Australian trade minister Steve Ciobo has said India has adopted a “reasonably protectionist bent” for its agricultural products, delaying any achievement in the talks for the long-pending Free-Trade Agreement (FTA). “I’m still engaging constructively with India on a regular basis, but I’m just not making the headway there that we’d like to see because India is adopting a reasonably protectionist bent when it comes to some of their agricultural products. So we just have to keep chipping away,” Ciobo told a TV channel recently. “India is a high priority for me, but it takes two to tango,” Ciobo said adding that, “At this point in time, I’m not seeing a willingness from India that would reflect a desire to achieve an FTA.” He said India is the world’s largest democracy and there is a lot of agricultural interests that India had challenges in terms of trying to liberalize that segment of the market.
“So it is a key priority, but it’s just hard work, so you roll your sleeves up and you keep chipping away,” the minister said. Highlighting that Australia was eyeing to strike free trade agreements which were comprehensive and high in ambition, Ciobo said, “If for example, we were only able to get 70 or 75 per cent of coverage of products, then that’s not a great starting point for negotiations.” “So, you know, I continue to engage with India,” he said. Currently, Australia has been eyeing to conclude FTA negotiations including Indonesia, Hong Kong, Peru, Pacific Alliance countries and the European Union. Former trade minister Andrew Robb had started free trade negotiations with India and managed to conclude three other deals with China, Japan, and Korea.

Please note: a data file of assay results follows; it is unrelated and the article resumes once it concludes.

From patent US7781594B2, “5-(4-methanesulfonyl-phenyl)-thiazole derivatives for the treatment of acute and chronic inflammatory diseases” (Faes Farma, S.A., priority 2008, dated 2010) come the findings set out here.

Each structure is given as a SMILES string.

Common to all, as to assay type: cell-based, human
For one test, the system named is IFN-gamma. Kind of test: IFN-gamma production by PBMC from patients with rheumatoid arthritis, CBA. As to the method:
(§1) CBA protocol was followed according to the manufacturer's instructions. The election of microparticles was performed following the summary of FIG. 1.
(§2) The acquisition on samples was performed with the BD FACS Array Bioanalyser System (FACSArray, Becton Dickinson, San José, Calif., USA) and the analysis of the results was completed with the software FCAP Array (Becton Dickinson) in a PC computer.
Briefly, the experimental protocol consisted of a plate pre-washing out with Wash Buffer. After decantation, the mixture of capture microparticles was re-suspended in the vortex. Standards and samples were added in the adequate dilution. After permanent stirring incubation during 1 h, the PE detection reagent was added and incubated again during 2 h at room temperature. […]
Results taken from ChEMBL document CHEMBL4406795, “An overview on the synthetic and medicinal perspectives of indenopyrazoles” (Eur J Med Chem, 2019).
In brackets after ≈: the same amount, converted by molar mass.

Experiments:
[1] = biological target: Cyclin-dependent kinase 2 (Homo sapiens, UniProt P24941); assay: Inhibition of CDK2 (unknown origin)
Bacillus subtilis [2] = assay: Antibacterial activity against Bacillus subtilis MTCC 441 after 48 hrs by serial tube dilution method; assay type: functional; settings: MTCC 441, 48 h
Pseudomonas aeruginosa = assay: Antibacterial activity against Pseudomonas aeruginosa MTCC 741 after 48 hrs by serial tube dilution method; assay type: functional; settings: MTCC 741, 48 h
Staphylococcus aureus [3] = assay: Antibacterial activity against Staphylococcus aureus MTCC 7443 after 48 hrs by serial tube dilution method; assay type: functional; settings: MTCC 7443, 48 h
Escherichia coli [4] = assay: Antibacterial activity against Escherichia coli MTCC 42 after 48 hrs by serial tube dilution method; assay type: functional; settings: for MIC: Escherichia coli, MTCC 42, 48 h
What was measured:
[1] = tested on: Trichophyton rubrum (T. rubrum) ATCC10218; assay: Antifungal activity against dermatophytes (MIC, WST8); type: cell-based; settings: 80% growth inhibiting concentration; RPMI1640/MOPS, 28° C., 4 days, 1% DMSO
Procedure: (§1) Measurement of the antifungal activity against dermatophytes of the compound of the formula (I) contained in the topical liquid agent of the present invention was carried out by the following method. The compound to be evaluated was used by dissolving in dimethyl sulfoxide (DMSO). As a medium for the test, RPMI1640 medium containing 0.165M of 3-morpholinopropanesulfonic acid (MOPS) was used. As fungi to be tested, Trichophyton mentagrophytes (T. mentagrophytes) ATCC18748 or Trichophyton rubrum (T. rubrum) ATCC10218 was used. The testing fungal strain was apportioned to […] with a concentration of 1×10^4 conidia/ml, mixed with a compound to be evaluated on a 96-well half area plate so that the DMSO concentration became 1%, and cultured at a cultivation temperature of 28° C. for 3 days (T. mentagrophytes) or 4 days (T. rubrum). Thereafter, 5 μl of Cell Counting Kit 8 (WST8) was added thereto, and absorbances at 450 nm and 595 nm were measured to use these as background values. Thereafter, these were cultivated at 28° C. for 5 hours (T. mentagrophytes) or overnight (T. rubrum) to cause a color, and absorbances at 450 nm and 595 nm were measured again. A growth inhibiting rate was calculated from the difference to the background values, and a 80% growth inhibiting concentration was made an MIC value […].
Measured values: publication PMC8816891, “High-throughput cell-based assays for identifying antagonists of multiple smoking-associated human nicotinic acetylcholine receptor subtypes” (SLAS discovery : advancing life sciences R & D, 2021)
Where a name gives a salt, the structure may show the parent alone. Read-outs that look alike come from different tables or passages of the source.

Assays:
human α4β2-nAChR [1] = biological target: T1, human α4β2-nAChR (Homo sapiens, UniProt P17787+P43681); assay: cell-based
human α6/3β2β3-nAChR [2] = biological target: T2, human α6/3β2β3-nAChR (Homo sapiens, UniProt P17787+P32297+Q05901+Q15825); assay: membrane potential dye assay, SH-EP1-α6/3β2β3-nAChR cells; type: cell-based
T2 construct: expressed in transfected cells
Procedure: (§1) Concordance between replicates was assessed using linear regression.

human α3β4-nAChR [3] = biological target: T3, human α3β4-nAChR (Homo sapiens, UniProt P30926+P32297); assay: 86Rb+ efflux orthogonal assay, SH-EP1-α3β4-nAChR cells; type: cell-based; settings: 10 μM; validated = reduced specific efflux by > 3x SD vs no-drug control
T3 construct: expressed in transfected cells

Last week, Australian foreign minister Julie Bishop made similar statements during her official visit to India and said that two nations should take the next leap in realizing the full potential of bilateral trade. “There have to be benefits to our respective economies. We need to remove trade barriers to integrate our economies,” she had said. The talks for Comprehensive Economic Cooperation Agreement (CECA) or FTA between the two sides started in 2011 in a bid to boost bilateral trade and investment.
Both sides were expected to conclude negotiations by December 2015, however, there were differences in areas like duty cut on dairy products and wines. Several rounds of negotiations have been completed for liberalizing trade and services regime, besides removing no-one tariff barriers and encouraging investments.